The United States needs a national health care and public health workforce with the knowledge, skills, and abilities to respond to any disaster or public health emergency in a timely and appropriate manner. This requires that all of our nation's nurses and health care providers have unrestrained access to high-quality, evidence-based, competency-driven education and training programs. Programs of study for disaster readiness in both the academic and service sectors are limited in number. Those that do exist may be based upon consensus rather than competency and be price prohibitive. They may fail to fully capitalize on existing educational technologies and may not be accessible to all providers. Nurse leaders are ideally positioned to recognize, advocate, and support the need for a broad array of learning options to strengthen the readiness of the health care workforce for disaster response. This article reviews current challenges and opportunities for the expansion of evidence-based education and training opportunities for health care workforce disaster readiness.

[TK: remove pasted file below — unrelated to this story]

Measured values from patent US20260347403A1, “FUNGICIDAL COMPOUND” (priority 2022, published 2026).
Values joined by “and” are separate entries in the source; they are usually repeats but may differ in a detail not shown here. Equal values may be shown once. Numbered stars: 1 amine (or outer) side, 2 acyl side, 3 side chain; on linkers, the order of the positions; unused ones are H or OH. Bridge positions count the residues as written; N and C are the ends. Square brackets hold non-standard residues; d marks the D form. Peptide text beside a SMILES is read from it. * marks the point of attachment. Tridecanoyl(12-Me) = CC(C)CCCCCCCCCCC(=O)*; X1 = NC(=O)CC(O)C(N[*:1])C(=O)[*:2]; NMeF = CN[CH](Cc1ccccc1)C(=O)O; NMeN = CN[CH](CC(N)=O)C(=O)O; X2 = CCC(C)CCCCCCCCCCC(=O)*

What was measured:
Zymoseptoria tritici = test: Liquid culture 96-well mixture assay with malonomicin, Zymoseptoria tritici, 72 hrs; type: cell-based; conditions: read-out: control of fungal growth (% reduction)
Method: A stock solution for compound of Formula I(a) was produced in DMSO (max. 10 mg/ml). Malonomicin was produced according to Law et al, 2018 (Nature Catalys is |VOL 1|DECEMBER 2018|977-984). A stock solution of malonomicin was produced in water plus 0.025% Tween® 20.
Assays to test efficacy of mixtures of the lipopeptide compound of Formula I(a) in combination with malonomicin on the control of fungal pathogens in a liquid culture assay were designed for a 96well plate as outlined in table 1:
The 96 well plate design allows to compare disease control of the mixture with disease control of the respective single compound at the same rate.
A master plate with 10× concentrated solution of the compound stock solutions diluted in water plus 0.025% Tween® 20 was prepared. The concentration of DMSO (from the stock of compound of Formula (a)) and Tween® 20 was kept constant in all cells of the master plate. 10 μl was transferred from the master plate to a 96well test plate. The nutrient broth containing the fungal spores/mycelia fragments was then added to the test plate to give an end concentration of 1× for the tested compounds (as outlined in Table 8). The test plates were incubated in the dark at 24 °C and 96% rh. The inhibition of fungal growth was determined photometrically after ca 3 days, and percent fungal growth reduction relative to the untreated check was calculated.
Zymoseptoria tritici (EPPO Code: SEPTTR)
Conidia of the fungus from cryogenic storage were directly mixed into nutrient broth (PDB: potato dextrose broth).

Saint Louis University School of Nursing, St. Louis, Missouri (Dr Langan); University of Missouri—St. Louis (Dr Lavin); Online Education and Outreach, Penn State University College of Nursing, University Park, Pennsylvania and COL (R), US Army (Dr Wolgast); and Johns Hopkins University School of Nursing, Department Community and Public Health Johns Hopkins School of Nursing, Center for Humanitarian Health, Johns Hopkins Bloomberg School of Public Health, Baltimore, Maryland (Dr Veenema).
Correspondence: Joanne C. Langan, PhD, RN, CNE, Saint Louis University School of Nursing, 3525 Caroline St, St. Louis, MO 63104 (firstname.lastname@example.org).
The authors declare no conflict of interest.